Of course, building trust is never easy. An essential part of any successful vaccination campaign is listening to the concerns the community may have and providing forthright information that addresses the issues directly and empowers parents to act for the benefit of their children’s health. Nigeria’s polio campaigns, for example, would not have succeeded if vaccinators had not worked closely with local and traditional leaders and encouraged them to get involved, including by demonstrating to everyone else that the vaccine was beneficial.
Good data are also critical to shaping effective immunization efforts. This is true both on the ground—in counting people to ensure that everyone is vaccinated—and for all of the strategic and logistical decision-making that must go into a quality campaign, from tracking doses to training volunteers to ensuring equitable coverage across a multitude of rural, remote, and sometimes security-challenged areas. Similarly, a lack of reliable, actionable data can hinder vaccination efforts from the start; this is part of the reason that ending polio in Nigeria took more than 200 campaigns. Diligent efforts by a variety of partners to improve health data, often using new digital tools such as mobile phones, has significantly improved outcomes as well as our understanding of where further changes are needed.
Finally, there is no substitute for sheer hard work on the ground. Every immunization campaign relies on the talent and determination of frontline health workers and volunteers who, with great effort and sometimes the risk of violence or even death, deliver these life-saving innovations to all of the places they need to go and ensure that people have the chance to use them. Unfortunately, and especially in the early months of the pandemic last year, COVID-19 prevented many opportunities to deliver basic vaccines and health care services to all the places where they were needed. As a result, just as we were starting to see real momentum build in public health, 2020 marked a major step backward. Worldwide, as the foundation’s 2020 Goalkeepers report noted last October, we might well have lost 25 years of progress on vaccine coverage in just 25 weeks.
The challenge of COVID-19
The COVID-19 pandemic has undercut immunization campaigns all over the world even as it has reminded all nations of how truly miraculous vaccines can be. In more prosperous countries where COVID-19 vaccines are becoming widely available, families, friends, and coworkers isolated during the pandemic are starting to reunite, with appropriate precautions. Postponed weddings and parties are being planned anew, and senior citizens can feel safe seeing and hugging their grandchildren again. U.S. and European social media are now filled with post-vaccination selfies, pictures of joyful reunions, and stories of people crying with relief and happiness after receiving their “jab.”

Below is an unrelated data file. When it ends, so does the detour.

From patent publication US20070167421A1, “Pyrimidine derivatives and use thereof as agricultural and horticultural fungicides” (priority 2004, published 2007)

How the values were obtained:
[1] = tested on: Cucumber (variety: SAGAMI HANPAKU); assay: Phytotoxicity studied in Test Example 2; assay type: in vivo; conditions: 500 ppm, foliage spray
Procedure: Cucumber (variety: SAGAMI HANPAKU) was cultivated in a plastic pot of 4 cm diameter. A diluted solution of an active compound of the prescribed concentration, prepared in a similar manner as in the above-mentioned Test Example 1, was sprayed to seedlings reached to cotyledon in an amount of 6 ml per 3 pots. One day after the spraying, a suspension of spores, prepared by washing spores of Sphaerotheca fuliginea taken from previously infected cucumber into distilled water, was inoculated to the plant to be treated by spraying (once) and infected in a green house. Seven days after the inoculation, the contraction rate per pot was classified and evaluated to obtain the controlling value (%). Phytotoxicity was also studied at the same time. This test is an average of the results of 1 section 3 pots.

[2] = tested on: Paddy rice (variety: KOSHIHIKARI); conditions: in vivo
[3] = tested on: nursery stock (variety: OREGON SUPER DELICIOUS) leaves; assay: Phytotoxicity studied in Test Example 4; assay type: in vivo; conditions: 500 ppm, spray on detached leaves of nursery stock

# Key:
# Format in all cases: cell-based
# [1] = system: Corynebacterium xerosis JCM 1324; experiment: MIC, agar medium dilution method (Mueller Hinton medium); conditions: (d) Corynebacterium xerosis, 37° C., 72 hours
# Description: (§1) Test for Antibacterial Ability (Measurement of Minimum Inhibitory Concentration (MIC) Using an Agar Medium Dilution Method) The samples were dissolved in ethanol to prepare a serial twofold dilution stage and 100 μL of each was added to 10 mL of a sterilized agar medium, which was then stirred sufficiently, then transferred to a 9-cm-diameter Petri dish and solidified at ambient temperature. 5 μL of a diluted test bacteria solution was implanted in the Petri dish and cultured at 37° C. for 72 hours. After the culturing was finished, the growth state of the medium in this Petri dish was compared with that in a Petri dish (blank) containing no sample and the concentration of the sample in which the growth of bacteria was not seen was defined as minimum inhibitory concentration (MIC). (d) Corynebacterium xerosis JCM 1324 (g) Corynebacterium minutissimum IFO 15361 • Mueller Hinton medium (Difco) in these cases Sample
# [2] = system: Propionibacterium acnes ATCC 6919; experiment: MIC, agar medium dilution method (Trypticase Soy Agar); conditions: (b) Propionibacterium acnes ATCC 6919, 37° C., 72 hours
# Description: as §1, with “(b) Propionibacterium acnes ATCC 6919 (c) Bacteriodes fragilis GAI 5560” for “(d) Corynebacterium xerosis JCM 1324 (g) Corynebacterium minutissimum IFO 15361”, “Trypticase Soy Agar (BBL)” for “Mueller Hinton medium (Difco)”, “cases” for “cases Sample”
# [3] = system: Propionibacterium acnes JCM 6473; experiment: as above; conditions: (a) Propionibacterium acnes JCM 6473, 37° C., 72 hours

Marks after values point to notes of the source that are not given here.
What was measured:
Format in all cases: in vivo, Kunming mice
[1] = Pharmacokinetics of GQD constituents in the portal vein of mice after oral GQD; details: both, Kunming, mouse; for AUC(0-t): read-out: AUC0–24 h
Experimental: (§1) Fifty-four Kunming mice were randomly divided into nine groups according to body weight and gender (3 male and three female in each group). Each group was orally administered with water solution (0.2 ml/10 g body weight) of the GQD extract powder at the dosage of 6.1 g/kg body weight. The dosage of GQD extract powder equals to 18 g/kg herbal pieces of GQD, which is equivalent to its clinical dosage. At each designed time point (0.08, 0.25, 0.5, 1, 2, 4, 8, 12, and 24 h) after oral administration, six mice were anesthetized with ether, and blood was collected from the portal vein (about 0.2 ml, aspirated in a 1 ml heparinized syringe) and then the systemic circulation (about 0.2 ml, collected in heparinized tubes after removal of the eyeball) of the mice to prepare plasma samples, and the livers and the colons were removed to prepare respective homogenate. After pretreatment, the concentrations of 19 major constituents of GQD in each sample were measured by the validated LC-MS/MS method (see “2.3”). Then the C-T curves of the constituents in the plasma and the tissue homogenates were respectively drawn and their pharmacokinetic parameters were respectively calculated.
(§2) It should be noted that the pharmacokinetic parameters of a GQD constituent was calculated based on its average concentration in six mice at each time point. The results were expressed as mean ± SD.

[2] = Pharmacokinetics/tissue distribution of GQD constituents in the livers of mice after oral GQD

But here in Nigeria, as in many nations around the world, a frustrating wait still lies ahead before everyone will be protected against this pandemic. While Nigeria received nearly 4 million doses of vaccine through the COVAX initiative in March, many people may not be able to get vaccinated until 2022 or later. Thankfully, we are already seeing some signs of a welcome rebound in other immunization efforts. For example, immunizations with pentavalent and pneumococcal conjugate vaccines in Nigeria are returning to pre-2020 levels and the introduction of the rotavirus vaccine, delayed by the pandemic, is set to begin soon. But until coronavirus vaccinations ramp up across the continent, COVID-19 will continue to be an imposing obstacle to reaching every child with the immunizations and health care they need to grow into healthy adults.
This pandemic has shown us all once again how vaccines can transform lives for the better. Let us recommit to expanding access to these tremendous, life-giving innovations so every child has a chance to thrive and so we can end COVID-19 and all of the readily preventable diseases that have afflicted us for far too long.